Students are also introduced to dance traditions, styles and works. Dance traditions, styles and works selected for study might encompass dance traditions of indigenous cultures or other culturally specific dance through to the works of ballet choreographers, modern dance, early musical theatre/ film choreography and the work of tap/jazz or street performers.

Students describe the movement vocabulary in their own and others’ dances by identifying expressive body actions and ways the elements of movement have been manipulated. Students also analyse and discuss the communication of their own and other choreographers’ intentions, through the structuring of form, and the choreographic and expressive use of the elements of movement. This analysis supports students’ understanding of the link between theoretical and practical aspects of each area of study.

Outcome 1
On completion of this unit the student should be able to analyse use of the elements of movement – time, space and energy – in selected dance traditions, styles and dance works.

Outcome 2
On completion of this unit the student should be able to choreograph and perform a solo or group dance work, complete structured improvisations, and describe the dance-making processes and performance practices used in their own works.

Outcome 3
On completion of this unit the student should be able to expressively perform a learnt solo or group dance work and analyse the processes used.

Unit 3

This unit focuses on choreography, rehearsal and performance of a solo dance work and involves the execution of a diverse range of body actions and use of performance skills.

Students also learn a group dance work created by another choreographer. The dance-making and performance processes involved in choreographing, rehearsing and performing the solo dance work, and learning, rehearsing and performing the learnt group dance work are analysed. This analysis connects each student’s own work as a choreographer to the work of professional choreographers.

Students further develop their understanding of choreographic skills through an analysis of ways that the expressive intentions chosen by choreographers of twentieth and/or twenty-first century solo.

dance works selected from the Prescribed list of works Units 3 and 4 are developed through the use of choreographic devices and arrangement of phrases and sections. Students analyse the dance design and use of movement vocabulary of selected works, as well as consider influences on the choreographers’ choice of expressive intention, and production aspects of the dance works.

Outcome 1
On completion of this unit the student should be able to analyse selected solo dance works.

Outcome 2
On completion of this unit the student should be able to choreograph, rehearse and perform a solo dance work and analyse the processes and practices used.  

Outcome 3
On completion of this unit the student should be able to learn, rehearse and perform a group dance work created by another choreographer and analyse the processes and practices used.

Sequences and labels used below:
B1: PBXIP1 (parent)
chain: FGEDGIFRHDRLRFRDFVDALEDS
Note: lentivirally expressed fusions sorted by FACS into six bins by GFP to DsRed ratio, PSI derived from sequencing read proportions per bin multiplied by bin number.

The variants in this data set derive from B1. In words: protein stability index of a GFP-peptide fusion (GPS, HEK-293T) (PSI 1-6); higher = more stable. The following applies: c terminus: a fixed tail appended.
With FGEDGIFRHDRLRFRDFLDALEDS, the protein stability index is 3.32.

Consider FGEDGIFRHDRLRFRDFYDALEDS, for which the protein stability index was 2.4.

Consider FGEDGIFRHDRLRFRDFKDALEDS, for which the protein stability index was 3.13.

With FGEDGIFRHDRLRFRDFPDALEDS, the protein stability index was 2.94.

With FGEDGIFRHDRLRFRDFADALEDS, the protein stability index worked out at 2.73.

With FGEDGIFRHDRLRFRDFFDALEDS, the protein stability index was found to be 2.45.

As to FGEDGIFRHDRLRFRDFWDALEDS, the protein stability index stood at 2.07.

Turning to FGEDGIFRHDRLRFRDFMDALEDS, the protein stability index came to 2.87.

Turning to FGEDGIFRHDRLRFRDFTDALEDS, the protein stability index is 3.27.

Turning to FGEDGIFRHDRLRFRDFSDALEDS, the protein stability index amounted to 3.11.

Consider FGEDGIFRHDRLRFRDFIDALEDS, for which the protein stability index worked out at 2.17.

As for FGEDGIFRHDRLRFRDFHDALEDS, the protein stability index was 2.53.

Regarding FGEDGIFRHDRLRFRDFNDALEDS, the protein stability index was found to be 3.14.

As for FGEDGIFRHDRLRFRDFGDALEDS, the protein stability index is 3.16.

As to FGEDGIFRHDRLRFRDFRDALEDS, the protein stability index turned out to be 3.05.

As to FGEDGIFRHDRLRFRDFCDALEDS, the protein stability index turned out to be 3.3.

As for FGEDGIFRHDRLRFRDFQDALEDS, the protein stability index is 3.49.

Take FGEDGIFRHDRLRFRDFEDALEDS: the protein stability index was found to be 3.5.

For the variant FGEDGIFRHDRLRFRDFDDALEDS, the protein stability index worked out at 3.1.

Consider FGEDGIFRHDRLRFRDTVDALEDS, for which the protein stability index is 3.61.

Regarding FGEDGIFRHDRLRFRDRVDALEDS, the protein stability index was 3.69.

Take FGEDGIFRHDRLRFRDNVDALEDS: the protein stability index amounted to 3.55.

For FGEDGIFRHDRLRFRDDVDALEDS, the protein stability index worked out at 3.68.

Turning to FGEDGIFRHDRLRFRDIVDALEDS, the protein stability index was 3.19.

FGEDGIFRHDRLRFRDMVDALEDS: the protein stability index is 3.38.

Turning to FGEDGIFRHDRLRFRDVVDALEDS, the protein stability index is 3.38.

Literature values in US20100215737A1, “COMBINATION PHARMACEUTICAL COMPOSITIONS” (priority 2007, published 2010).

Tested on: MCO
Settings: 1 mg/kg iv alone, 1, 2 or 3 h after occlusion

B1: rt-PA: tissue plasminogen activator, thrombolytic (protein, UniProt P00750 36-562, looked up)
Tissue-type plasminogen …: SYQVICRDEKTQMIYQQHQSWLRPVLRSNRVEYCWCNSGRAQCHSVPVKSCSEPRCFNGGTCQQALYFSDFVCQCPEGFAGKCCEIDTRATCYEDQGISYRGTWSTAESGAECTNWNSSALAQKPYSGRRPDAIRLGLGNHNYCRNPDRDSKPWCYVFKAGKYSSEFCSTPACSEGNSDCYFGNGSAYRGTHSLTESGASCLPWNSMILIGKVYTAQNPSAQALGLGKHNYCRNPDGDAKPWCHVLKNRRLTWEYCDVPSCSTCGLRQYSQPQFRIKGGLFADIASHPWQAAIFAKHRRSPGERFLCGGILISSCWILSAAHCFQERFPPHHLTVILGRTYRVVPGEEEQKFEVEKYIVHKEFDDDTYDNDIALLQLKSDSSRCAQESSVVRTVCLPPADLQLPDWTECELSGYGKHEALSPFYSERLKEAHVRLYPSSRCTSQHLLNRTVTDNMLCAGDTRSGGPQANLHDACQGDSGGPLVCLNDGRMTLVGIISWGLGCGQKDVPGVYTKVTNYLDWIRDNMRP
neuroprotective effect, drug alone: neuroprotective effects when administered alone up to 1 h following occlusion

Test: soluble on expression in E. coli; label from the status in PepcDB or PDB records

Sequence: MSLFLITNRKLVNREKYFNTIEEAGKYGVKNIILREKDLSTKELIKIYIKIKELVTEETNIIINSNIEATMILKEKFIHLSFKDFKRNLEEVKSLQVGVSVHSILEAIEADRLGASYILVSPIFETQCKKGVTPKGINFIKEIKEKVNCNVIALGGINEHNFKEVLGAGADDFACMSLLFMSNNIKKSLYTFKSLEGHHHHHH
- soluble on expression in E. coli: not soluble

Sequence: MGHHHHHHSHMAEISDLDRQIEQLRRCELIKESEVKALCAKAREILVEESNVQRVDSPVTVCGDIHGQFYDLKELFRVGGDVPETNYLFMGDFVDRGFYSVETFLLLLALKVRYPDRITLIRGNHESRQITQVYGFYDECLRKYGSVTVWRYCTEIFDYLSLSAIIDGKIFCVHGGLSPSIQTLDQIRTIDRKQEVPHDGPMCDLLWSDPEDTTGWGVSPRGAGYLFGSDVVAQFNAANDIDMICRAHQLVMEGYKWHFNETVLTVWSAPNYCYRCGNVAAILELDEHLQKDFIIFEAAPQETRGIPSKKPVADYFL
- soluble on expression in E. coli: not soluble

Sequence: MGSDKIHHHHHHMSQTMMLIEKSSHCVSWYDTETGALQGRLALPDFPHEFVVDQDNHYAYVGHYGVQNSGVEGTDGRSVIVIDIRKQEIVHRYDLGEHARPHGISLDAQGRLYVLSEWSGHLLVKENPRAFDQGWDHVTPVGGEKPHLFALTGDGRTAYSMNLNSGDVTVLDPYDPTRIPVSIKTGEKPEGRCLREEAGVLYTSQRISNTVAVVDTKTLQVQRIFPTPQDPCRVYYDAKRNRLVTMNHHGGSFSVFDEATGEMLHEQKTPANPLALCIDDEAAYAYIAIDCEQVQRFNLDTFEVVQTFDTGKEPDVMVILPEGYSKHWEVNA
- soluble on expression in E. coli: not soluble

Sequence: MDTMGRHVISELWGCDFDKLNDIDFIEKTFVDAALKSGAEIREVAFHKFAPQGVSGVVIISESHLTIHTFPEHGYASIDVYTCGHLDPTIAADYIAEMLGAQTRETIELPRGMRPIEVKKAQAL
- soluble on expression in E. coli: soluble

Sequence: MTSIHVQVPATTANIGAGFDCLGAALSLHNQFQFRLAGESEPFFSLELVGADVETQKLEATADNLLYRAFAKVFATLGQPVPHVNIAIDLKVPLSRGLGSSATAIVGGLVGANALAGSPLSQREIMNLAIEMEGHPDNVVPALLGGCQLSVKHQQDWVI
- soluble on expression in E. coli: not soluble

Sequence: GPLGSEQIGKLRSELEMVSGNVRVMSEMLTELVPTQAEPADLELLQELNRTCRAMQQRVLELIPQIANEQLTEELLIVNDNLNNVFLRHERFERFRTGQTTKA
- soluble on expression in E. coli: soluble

Unit 4

This unit focuses on choreography, rehearsal and performance of a unified solo dance work. When rehearsing and performing this work students focus on expressive and accurate execution of choreographic variations of spatial organisation and demonstration of artistry in performance. Students also document and analyse the dance-making and performance processes involved in the choreography, rehearsal and performance of the solo dance work.

Students’ understanding of choreographic skills is also developed and refined through an analysis of ways in which the choreographers’ intention can be expressed through the manipulation of different types of group structures. These include unison, canon, contrast, symmetrical and asymmetrical groupings and formations. Students also analyse the use of the elements of spatial organisation – direction, level, eye/body focus and dimension – in a group dance work by a twentieth and/or twenty-first century choreographer. Influences on choices made by choreographers in these works are also studied.

Outcome 1
On completion of this unit the student should be able to analyse a selected group dance work.

Outcome 2
On completion of this unit the student should be able to choreograph, rehearse and perform a solo dance work and analyse the processes and practices used.

Assessment

Satisfactory Completion

Demonstrated achievement of the set of outcomes specified for the unit.


Levels of Achievement

Units 1 and 2

Emmaus College students complete graded Assessment Tasks and Semester Examinations as part of the Assessment process for Units 1 and 2.

Units 3 and 4

The Victorian Curriculum and Assessment Authority will supervise the assessment of all students undertaking Units 3 and 4.

In Dance the student’s level of achievement will be determined by school-assessed coursework, an end-of-year performance examination and an end-of-year written examination.

Percentage contributions to the study score in Dance are as follows:

Unit 3 and 4 School-assessed Coursework 25%
End-of-year performance examination 50%
End-of-year written examination 25%